Are You Ready for K 2016?
We take the K Show seriously. Our sense is that plastics processors all over the world do as well. Over the years, many have told us that they hold off on capital-equipment investments until they find out what new technologies will debut at the giant fair, to be held Oct. 19-26 in Dusseldorf, Germany.
That’s why we’ve devoted so much editorial editorial coverage to K 2016 news.
We’ve organized features by process (injection molding, extrusion/compounding, thermoforming, blow molding) and product category (materials) to help you easily find information on new technology pertaining to you. And in the new products section—what we call Keeping Up With Technology—you’ll find more news on tooling, drying/conveying, other auxiliary equipment, and more.
And we’re not done reporting on the show with this issue—not by a long shot. We’ll have more news from exhibitors as they release it in both the October issue and here on our website. We’ll have our first report from the show in our December issue, as well as online, before we kick off 2017 with our K 2016 Show Report issue in January.
Among new-product news, there are a couple of consistent themes that cut across all process and equipment types. As you tour the machinery halls at the Messe Fair, you’ll be hard-pressed to avoid references to Industry 4.0, or some variation thereof. Machine builders of all types will be talking about the “fourth industrial revolution,” or how equipment is being wirelessly interconnected to create so-called Smart Factories. As my colleague and Executive Editor Matt Naitove put it in a blog he recently wrote, there will be a “welter of different labels that individual machine suppliers give this new industry direction: Plastics 4.0, Injection 4.0, Wittmann 4.0, Electrified 4.0, Extrusion 4.0, Recycling 4.0, and even Packaging 4.0.” So don’t get confused. And Matt should know a thing or two about industry trends, as this will be his 13th K Show. I’d venture to guess no plastics-industry journalist has even been to more of them.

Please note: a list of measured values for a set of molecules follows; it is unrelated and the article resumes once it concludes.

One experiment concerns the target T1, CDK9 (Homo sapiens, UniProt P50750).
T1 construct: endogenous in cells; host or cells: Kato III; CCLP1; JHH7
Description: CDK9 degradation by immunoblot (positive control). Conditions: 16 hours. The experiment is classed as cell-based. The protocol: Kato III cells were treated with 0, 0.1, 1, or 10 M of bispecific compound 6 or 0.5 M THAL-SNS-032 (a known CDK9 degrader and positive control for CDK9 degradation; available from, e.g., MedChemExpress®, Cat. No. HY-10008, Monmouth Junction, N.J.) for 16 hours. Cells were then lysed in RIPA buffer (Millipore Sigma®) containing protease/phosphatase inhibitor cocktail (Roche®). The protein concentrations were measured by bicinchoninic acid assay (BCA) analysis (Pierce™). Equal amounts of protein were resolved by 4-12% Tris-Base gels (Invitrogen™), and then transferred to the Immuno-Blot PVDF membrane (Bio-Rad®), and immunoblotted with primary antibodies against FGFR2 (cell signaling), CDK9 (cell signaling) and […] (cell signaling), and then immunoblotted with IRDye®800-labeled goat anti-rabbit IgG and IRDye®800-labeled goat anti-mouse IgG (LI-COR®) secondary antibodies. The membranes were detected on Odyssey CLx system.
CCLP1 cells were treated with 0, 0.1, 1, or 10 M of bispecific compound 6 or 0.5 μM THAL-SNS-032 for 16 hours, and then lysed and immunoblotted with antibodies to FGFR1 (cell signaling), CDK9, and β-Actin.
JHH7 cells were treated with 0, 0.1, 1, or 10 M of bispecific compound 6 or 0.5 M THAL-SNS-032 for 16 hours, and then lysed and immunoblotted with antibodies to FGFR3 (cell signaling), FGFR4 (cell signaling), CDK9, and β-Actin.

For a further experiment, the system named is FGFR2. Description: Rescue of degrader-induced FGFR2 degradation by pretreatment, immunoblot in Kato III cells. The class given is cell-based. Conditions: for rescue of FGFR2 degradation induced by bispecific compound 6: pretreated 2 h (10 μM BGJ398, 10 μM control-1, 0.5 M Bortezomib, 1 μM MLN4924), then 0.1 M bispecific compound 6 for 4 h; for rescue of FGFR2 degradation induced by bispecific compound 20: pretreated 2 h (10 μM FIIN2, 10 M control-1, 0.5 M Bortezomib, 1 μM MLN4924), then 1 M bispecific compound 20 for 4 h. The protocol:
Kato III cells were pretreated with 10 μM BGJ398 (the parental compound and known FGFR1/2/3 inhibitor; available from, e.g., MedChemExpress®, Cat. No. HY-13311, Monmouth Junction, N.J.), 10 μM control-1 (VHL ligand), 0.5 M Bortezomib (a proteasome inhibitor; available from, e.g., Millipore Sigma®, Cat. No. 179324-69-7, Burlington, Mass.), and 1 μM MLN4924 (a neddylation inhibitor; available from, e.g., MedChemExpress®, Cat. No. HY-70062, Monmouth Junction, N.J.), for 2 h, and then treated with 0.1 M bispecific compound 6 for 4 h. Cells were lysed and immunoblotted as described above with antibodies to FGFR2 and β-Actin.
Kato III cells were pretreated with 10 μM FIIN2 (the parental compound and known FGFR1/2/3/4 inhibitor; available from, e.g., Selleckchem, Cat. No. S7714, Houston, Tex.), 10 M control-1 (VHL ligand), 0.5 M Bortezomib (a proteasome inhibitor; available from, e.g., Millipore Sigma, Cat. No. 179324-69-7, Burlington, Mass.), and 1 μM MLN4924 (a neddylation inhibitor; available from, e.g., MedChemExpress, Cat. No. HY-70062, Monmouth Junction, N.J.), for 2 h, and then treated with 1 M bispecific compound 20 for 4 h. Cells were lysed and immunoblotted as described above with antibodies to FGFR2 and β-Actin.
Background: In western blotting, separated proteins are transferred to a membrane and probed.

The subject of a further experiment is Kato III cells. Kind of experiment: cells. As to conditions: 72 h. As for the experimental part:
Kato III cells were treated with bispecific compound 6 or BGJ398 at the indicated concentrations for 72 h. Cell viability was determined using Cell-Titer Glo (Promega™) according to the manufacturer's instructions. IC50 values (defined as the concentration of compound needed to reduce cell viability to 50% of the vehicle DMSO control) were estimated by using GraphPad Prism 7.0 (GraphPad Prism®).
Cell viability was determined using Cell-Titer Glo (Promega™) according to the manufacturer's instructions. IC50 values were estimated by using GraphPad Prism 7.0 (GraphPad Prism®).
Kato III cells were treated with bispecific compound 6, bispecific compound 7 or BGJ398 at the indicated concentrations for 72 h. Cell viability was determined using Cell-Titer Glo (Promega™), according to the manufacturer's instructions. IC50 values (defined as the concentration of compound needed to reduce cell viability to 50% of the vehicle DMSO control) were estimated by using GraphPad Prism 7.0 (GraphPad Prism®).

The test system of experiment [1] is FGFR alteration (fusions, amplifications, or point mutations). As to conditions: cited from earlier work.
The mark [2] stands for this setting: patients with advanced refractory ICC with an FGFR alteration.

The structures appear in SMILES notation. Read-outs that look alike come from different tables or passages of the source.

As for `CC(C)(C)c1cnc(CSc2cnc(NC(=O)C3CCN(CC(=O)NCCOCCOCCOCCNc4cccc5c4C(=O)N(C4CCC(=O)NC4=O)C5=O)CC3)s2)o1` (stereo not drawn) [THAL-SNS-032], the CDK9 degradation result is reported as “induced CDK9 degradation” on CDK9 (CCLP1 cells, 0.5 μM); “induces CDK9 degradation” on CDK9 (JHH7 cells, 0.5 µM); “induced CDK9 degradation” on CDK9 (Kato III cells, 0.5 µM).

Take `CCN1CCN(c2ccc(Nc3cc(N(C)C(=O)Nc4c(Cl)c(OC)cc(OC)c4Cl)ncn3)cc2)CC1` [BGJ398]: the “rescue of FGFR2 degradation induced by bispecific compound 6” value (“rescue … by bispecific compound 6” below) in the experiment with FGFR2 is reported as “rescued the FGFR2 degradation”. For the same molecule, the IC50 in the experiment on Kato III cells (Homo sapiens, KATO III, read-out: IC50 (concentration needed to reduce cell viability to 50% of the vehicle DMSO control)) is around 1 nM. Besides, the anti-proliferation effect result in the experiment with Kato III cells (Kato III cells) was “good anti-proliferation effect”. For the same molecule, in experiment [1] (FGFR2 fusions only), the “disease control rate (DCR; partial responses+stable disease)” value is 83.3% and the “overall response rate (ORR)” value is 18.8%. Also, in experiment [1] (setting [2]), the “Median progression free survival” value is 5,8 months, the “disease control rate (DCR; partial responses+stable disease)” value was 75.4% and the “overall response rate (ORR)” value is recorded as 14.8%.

Other trends? Speed—meaning faster cycles in molding and thermoforming and higher throughputs in extrusion—flexibility, sustainability, energy efficiency, and more.
And let’s not overlook additive manufacturing (AM). By most accounts, the show stopper at K 2013 was Arburg’s global launch of its Freeformer additive manufacturing (3D printing) machine. While we’ve been given no advanced notice of such, I suspect you’ll be seeing more new AM equipment at K. I would not be the least surprised if at least one other injection machine builder used K 2016 to debut its own AM machine. (Sandretto introduced its Delta line of FDM-type industrial 3D printers at last year’s Milan Plast show.) There will certainly be a lot of news among material suppliers on new grades formulated specifically for AM.
So are you ready for K 2016? Don’t forget to pack comfy shoes.
A lot of things must be in place to achieve what I like to call efficient extrusion.
Die buildup, also called die drool, die bleed, or plate-out, can plague any extrusion process.
Newer specialty slip masterbatches go beyond traditional capabilities to provide greater thermal stability, reliability, and ability to hold COF steady during laminating.